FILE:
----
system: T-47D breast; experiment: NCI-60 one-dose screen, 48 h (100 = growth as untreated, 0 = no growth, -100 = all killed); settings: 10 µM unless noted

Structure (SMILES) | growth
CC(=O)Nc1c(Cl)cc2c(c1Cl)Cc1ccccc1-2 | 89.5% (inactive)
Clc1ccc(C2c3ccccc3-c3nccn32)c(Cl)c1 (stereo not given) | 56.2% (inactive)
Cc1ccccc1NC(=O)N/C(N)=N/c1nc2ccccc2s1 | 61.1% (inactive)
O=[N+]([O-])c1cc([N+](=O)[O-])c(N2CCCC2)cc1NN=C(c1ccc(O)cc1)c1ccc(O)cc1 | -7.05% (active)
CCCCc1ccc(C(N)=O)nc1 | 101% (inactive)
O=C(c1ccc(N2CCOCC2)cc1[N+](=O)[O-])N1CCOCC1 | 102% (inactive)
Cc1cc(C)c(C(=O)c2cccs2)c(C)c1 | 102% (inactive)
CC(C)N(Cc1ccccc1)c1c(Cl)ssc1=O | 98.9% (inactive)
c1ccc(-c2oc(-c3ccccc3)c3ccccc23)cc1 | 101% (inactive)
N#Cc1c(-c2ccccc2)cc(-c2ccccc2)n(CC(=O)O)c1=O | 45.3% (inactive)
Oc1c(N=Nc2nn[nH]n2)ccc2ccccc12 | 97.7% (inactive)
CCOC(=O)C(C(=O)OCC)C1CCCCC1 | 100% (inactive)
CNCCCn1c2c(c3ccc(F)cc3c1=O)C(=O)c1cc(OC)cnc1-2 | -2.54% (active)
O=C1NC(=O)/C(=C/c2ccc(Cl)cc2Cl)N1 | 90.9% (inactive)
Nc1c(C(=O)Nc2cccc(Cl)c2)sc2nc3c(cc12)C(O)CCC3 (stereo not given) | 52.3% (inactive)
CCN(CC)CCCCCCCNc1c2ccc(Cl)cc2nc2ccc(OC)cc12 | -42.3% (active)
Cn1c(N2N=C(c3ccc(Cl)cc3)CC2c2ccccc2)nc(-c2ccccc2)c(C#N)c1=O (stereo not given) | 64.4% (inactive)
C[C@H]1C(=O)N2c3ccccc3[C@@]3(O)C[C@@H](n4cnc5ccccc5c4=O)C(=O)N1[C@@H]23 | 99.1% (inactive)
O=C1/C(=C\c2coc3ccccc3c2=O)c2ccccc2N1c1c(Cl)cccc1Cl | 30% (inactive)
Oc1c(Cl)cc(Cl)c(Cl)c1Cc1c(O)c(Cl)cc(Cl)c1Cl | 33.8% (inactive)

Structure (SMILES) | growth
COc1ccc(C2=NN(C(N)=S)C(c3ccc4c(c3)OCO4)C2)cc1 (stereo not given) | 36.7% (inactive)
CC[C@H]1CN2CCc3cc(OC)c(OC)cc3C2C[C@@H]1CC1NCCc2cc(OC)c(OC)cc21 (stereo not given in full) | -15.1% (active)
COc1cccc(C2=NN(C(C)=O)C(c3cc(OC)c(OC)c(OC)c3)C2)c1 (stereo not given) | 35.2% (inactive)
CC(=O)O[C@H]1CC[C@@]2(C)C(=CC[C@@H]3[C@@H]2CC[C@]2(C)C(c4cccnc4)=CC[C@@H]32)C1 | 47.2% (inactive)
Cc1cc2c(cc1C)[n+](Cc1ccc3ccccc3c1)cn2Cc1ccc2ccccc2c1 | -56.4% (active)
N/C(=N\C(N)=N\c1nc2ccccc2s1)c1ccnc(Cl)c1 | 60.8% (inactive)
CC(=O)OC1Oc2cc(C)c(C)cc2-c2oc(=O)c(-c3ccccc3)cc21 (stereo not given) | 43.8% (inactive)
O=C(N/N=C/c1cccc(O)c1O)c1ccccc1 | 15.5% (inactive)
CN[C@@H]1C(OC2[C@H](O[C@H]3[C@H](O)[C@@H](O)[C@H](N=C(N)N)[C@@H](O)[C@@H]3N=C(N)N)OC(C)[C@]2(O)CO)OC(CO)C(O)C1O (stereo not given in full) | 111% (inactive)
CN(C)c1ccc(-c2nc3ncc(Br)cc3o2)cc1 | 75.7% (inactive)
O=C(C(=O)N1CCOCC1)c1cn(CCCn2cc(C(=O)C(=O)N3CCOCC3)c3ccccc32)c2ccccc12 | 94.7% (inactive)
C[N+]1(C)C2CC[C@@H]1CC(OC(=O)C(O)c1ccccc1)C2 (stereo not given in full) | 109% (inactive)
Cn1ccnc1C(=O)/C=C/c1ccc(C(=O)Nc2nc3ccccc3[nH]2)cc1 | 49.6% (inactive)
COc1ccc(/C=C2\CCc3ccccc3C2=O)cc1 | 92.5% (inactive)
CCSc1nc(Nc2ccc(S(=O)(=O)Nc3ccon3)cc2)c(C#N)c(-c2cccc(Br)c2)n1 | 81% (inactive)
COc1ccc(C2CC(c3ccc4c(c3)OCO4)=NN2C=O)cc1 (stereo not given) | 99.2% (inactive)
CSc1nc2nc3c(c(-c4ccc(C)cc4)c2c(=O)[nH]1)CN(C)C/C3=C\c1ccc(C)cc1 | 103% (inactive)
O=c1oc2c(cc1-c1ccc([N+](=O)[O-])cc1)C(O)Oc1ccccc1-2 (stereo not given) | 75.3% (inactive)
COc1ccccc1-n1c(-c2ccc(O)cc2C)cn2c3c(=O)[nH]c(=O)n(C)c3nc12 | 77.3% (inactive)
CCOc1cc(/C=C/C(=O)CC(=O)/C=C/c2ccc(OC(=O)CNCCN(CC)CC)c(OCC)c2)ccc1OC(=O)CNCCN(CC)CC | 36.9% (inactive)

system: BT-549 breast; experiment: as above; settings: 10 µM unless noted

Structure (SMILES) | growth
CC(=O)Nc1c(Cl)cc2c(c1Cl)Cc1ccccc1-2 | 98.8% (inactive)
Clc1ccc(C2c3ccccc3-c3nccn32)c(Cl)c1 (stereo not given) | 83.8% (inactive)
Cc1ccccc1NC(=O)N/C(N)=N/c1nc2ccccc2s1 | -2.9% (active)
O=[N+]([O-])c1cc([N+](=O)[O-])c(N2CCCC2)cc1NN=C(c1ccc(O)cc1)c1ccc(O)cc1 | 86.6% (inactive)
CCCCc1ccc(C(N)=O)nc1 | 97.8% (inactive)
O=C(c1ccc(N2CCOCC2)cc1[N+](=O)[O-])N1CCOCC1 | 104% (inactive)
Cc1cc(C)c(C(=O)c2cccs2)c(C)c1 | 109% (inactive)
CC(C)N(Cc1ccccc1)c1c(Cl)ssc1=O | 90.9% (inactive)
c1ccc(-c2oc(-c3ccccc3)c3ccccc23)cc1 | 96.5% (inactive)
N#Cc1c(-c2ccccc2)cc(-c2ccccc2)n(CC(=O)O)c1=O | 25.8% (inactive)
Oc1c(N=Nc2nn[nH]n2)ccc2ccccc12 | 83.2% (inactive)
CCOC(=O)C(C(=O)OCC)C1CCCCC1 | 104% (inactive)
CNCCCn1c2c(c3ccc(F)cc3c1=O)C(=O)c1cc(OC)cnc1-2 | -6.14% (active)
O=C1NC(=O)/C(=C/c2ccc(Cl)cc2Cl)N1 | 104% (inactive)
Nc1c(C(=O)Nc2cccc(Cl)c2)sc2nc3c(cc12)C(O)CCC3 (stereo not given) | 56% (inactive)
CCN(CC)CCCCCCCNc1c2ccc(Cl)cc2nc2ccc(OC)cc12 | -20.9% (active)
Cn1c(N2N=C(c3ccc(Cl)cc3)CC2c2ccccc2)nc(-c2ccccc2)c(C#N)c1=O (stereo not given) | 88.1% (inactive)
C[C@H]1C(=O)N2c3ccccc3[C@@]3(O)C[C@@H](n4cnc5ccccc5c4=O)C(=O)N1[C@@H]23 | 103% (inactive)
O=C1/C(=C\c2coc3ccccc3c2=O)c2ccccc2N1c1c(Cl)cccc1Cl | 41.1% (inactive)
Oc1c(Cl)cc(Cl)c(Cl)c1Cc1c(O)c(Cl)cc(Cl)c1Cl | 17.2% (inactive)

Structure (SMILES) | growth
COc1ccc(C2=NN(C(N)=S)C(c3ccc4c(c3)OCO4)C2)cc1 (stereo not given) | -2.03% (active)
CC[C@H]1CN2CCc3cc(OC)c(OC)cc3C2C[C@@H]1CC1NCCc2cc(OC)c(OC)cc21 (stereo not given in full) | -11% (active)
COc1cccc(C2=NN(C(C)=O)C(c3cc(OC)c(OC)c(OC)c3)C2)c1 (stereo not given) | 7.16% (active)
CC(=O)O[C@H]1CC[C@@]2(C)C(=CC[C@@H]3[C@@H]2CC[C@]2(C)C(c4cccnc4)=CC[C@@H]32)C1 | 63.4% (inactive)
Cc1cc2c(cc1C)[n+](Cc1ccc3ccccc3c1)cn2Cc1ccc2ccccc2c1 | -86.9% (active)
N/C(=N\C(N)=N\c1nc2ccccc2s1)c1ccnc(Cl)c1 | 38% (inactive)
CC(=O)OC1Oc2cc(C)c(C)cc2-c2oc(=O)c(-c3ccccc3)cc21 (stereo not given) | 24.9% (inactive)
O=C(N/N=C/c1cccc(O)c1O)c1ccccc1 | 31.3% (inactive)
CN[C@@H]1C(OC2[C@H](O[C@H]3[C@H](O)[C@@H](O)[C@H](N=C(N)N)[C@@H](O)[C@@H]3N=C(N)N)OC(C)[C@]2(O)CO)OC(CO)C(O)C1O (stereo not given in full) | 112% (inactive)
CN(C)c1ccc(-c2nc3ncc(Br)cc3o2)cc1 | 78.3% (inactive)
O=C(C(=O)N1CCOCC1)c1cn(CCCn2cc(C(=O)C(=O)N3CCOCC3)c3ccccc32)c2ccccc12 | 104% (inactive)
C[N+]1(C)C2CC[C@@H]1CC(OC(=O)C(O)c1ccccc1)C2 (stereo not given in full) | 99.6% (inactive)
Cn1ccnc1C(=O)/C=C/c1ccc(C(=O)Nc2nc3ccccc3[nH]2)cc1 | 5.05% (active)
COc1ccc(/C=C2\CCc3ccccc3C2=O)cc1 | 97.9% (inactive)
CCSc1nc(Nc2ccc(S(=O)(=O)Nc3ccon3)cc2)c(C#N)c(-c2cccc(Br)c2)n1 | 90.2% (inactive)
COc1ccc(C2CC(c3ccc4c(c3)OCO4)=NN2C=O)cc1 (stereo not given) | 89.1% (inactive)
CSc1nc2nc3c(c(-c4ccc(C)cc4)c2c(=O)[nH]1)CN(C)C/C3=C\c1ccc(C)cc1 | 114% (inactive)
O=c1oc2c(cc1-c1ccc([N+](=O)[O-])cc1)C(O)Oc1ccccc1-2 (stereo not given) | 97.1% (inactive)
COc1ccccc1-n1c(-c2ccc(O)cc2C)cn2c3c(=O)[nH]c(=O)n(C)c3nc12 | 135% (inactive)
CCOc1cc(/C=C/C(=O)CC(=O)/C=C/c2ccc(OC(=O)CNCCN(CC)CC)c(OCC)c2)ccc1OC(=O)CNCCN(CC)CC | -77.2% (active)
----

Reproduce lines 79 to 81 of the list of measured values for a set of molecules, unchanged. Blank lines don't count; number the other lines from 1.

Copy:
Cn1ccnc1C(=O)/C=C/c1ccc(C(=O)Nc2nc3ccccc3[nH]2)cc1 | 5.05% (active)
COc1ccc(/C=C2\CCc3ccccc3C2=O)cc1 | 97.9% (inactive)
CCSc1nc(Nc2ccc(S(=O)(=O)Nc3ccon3)cc2)c(C#N)c(-c2cccc(Br)c2)n1 | 90.2% (inactive)